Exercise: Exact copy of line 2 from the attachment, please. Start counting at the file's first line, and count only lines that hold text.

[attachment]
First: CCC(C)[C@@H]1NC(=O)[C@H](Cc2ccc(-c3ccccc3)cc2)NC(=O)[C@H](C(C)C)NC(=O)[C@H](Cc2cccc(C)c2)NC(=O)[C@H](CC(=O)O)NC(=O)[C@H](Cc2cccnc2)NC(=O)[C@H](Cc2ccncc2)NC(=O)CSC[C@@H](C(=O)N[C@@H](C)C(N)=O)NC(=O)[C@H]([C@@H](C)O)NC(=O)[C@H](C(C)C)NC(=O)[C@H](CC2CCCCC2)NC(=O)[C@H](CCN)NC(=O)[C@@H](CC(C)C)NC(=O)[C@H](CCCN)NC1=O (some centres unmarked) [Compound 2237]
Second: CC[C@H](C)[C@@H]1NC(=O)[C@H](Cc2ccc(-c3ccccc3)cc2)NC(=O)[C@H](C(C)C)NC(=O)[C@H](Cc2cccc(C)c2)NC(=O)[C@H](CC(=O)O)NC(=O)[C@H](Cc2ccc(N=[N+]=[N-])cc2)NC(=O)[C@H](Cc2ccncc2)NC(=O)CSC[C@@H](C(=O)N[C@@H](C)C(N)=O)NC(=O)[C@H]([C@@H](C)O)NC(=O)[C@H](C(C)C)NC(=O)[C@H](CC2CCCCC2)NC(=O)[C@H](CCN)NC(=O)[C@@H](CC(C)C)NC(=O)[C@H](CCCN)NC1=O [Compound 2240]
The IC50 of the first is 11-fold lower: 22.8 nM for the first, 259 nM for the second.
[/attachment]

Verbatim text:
Second: CC[C@H](C)[C@@H]1NC(=O)[C@H](Cc2ccc(-c3ccccc3)cc2)NC(=O)[C@H](C(C)C)NC(=O)[C@H](Cc2cccc(C)c2)NC(=O)[C@H](CC(=O)O)NC(=O)[C@H](Cc2ccc(N=[N+]=[N-])cc2)NC(=O)[C@H](Cc2ccncc2)NC(=O)CSC[C@@H](C(=O)N[C@@H](C)C(N)=O)NC(=O)[C@H]([C@@H](C)O)NC(=O)[C@H](C(C)C)NC(=O)[C@H](CC2CCCCC2)NC(=O)[C@H](CCN)NC(=O)[C@@H](CC(C)C)NC(=O)[C@H](CCCN)NC1=O [Compound 2240]